ascites, unpublished observations, 2003]). Bacterial cul- plus 1 other cause, e.g., peritoneal carcinomatosis or peri-
ture is not necessary in asymptomatic patients undergoing toneal tuberculosis. Many patients with enigmatic ascites
serial large-volume paracenteses.24,25 are eventually found to have 2 or even 3 causes for ascites
The most expensive tests are the cytology and smear formation (e.g., heart failure, diabetic nephropathy, and
and culture for mycobacteria; these tests should probably cirrhosis due to nonalcoholic steatohepatitis). In this set-
be ordered only when there is a high pretest probability of ting, the sum of predisposing factors leads to sodium and
occurrence of the disease under consideration. The ascitic water retention when each individual factor might not be
fluid cytology is positive only in the setting of peritoneal severe enough to cause fluid overload.

Table 2. Ascitic Fluid Laboratory Data*

Routine Optional Unusual Unhelpful

Cell count and differential Culture in blood culture bottles AFB smear and culture pH
Albumin Glucose Cytology Lactate
Total protein Lactate dehydrogenase Triglyceride Cholesterol
Amylase Bilirubin Fibronectin
Gram’s stain Glycosaminoglycans

Abbreviation: AFB, acid-fast bacteria.

*Adapted from Runyon.13 Reprinted with permission from W.B. Saunders.

Treatment of Ascites to follow when rapidity of weight loss is less than de-
sired.12,13 Random urinary sodium concentrations are of
Appropriate treatment of patients with ascites depends value when they are 0 mmol/L or greater than 100
on the cause of fluid retention. SAAG can be helpful
mmol/L but are much less helpful when they are interme-
diagnostically as well as in decision-making regarding
diate because of lack of uniformity of sodium excretion
treatment. Patients with low SAAG ascites usually do not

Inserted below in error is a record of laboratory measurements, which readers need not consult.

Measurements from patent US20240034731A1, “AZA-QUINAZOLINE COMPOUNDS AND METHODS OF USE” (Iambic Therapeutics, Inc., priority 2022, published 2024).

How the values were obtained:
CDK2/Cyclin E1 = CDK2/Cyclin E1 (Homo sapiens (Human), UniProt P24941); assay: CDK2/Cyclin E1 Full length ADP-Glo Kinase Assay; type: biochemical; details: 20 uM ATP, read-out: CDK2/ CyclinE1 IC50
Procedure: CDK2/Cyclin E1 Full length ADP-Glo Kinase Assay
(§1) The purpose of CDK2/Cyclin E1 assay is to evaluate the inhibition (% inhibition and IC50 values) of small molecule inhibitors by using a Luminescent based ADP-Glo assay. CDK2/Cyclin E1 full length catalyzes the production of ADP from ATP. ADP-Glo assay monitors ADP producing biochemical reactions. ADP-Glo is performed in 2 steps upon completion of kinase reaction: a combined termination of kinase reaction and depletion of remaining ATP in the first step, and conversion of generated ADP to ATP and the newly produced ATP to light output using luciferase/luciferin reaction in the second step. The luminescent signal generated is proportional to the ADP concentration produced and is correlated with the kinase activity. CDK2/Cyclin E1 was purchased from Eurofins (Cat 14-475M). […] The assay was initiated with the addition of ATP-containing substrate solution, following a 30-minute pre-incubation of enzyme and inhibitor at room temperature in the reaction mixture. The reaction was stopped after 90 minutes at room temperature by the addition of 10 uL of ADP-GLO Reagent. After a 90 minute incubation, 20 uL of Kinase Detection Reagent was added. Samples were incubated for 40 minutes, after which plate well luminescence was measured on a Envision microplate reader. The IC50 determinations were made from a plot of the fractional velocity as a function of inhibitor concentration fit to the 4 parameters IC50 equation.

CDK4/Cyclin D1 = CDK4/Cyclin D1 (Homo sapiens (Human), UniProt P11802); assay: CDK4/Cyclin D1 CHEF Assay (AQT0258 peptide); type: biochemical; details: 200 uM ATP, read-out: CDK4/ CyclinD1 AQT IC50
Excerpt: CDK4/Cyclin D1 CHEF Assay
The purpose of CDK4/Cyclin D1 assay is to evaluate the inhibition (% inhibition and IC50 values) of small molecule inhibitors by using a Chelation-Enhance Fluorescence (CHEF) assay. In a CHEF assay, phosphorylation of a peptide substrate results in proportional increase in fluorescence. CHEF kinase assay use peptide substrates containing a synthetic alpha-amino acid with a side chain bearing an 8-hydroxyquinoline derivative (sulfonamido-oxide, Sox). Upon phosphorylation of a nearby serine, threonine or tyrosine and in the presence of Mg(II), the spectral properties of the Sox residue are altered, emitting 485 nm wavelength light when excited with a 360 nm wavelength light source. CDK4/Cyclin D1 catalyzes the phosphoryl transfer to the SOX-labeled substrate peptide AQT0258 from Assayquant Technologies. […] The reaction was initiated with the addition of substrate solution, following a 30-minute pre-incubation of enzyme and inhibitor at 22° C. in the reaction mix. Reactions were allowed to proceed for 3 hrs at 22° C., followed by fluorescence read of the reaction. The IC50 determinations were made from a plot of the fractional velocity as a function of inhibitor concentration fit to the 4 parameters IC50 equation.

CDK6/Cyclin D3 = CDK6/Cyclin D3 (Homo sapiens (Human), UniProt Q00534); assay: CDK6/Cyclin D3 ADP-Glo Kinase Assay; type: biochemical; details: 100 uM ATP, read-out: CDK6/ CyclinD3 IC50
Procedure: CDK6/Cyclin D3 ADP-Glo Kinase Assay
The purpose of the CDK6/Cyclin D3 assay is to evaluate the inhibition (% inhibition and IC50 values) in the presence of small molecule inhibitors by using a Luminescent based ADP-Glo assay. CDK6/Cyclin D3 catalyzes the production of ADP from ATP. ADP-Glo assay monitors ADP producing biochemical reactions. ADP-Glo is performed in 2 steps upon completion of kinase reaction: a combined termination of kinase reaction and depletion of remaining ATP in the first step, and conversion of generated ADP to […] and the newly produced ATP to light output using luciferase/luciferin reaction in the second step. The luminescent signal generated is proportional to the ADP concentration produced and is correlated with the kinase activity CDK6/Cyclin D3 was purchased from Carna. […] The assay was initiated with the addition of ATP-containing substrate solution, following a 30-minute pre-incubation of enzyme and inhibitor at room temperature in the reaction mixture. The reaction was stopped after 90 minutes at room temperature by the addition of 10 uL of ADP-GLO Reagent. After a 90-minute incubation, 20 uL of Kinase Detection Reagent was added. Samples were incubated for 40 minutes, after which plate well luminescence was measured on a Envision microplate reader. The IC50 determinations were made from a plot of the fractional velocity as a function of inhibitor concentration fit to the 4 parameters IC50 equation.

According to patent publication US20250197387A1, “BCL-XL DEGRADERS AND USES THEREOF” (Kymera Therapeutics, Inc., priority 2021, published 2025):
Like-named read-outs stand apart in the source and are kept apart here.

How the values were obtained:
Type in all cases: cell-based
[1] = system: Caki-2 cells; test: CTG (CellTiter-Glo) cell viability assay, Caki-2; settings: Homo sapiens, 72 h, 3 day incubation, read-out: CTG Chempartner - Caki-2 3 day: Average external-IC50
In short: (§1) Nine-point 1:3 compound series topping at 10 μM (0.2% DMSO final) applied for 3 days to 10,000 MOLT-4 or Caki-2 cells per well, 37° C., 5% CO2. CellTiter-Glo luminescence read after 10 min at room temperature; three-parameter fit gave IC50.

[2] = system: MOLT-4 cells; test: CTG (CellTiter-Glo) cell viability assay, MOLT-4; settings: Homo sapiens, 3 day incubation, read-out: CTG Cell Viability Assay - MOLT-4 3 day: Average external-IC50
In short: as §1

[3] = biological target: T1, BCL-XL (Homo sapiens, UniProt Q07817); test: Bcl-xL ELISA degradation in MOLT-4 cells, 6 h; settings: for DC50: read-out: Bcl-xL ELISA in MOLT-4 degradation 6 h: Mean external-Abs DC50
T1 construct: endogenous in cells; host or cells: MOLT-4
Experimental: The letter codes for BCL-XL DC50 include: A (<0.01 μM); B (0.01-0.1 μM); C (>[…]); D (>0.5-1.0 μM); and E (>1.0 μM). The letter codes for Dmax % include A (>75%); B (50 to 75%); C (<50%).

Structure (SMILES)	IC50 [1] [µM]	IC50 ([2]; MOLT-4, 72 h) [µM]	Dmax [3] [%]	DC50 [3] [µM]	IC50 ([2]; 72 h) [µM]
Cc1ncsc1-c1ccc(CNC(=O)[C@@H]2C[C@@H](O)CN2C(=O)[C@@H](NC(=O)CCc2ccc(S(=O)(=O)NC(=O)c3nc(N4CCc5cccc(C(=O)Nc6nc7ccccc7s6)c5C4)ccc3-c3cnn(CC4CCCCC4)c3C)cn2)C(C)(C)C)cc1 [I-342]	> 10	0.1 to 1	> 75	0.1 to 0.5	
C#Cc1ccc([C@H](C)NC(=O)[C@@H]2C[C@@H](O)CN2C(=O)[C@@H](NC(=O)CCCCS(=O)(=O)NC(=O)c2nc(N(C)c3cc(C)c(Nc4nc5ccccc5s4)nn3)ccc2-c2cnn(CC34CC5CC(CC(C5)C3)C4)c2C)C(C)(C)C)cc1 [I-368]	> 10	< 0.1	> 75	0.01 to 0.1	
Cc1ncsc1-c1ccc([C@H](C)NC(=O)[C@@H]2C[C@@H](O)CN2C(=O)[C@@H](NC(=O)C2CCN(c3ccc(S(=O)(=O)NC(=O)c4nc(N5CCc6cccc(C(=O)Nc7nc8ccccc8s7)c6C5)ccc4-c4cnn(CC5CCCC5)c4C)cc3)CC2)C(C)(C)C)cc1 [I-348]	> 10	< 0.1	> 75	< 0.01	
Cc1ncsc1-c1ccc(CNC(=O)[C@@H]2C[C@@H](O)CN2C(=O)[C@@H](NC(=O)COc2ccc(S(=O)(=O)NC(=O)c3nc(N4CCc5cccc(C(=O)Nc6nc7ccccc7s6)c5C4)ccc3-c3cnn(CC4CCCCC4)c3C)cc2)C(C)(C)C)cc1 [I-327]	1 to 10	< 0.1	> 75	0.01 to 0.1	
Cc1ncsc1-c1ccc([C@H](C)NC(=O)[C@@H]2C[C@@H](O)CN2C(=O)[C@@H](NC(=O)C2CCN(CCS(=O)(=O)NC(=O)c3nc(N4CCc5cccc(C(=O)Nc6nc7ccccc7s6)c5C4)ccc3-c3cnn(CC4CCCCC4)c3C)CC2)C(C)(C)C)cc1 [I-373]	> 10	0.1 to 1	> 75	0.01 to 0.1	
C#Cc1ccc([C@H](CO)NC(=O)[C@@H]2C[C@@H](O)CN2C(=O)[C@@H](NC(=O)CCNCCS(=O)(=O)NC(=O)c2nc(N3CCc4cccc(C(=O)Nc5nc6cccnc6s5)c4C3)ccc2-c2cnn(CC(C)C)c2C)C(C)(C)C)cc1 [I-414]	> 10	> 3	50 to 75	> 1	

during the day and lack of knowledge of total urine vol-
have portal hypertension and, with the exception of ne-
ume, which may vary from 300 mL to greater than 3000
phrotic syndrome, do not respond to salt restriction and
mL. Twenty-four-hour collections of urine for determi-
diuretics.13 In contrast, patients with a high SAAG have
nation of sodium excretion are much more informative
portal hypertension and usually are responsive to these
than random specimens; however, full-day collections are
cumbersome. Providing patients with verbal and written
The remainder of this guideline is applicable only to
instructions, a container, and a lab order slip to turn in
patients with cirrhosis as the cause of their ascites. Im-
with the completed specimen helps insure compliance.
provement in the outcome of patients with nonportal-
hypertension-related ascites depends on successful Completeness of collection of the 24-hour specimen can
treatment of the underlying disorder. be assessed by measurement of urinary creatinine. Cir-
Alcohol-induced liver injury is perhaps the most re- rhotic men should excrete more than 15 mg of creatinine
versible cause of liver disease that leads to high albumin per kilogram of body weight per day, and women should
gradient ascites.13 One of the most important steps in excrete more than 10 mg/kg per day.33 Less creatinine is
treating ascites in this setting is to treat the underlying indicative of an incomplete collection. Total nonurinary
liver disease by convincing the patient to stop drinking sodium excretion is less than 10 mmol per day in afebrile
alcohol. In a period of months, abstinence can result in cirrhotic patients without diarrhea.34 One of the goals of
dramatic improvement in the reversible component of treatment is to increase urinary excretion of sodium so
alcoholic liver disease. One recent study demonstrates that it is greater than 78 mmol per day (88 mmol intake
that patients who have Child-Pugh C cirrhosis due to per day ⫺ 10 mmol nonurinary excretion per day). Only the
alcohol and who stop drinking have an approximately 10% to 15% of patients who have spontaneous natriuresis
75% 3-year survival, but all those who continue to drink greater than 78 mmol per day can be considered for dietary
die in 3 years.31 Ascites may resolve or become more re- sodium restriction alone (i.e., without diuretics). However,
sponsive to medical therapy with abstinence and time. when given a choice, most patients would prefer to take some
Nonalcoholic liver diseases are less reversible; by the time diuretics and have a more liberal sodium intake than take
ascites is present, these patients may be better candidates no pills and have a more severe sodium restriction.
for liver transplantation than protracted medical therapy. A random “spot” urine sodium concentration that is